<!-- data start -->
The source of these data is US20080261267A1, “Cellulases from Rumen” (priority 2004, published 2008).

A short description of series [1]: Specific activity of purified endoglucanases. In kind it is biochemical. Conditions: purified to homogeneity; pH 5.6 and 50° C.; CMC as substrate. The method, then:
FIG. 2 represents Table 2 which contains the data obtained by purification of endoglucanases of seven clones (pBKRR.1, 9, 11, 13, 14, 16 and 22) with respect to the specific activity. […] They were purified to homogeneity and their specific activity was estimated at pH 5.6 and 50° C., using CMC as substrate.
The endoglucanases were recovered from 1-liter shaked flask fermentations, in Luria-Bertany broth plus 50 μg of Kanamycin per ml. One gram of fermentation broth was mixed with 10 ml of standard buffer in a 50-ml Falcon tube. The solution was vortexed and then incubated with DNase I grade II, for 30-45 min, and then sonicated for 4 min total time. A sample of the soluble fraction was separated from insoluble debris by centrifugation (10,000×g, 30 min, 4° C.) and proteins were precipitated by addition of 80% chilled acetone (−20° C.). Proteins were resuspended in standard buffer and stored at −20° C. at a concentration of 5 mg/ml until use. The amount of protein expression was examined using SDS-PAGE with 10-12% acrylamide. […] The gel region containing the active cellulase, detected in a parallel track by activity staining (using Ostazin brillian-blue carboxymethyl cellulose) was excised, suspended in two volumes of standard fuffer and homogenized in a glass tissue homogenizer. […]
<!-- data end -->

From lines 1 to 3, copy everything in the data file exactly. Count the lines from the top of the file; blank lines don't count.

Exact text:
The source of these data is US20080261267A1, “Cellulases from Rumen” (priority 2004, published 2008).

A short description of series [1]: Specific activity of purified endoglucanases. In kind it is biochemical. Conditions: purified to homogeneity; pH 5.6 and 50° C.; CMC as substrate. The method, then:
FIG. 2 represents Table 2 which contains the data obtained by purification of endoglucanases of seven clones (pBKRR.1, 9, 11, 13, 14, 16 and 22) with respect to the specific activity. […] They were purified to homogeneity and their specific activity was estimated at pH 5.6 and 50° C., using CMC as substrate.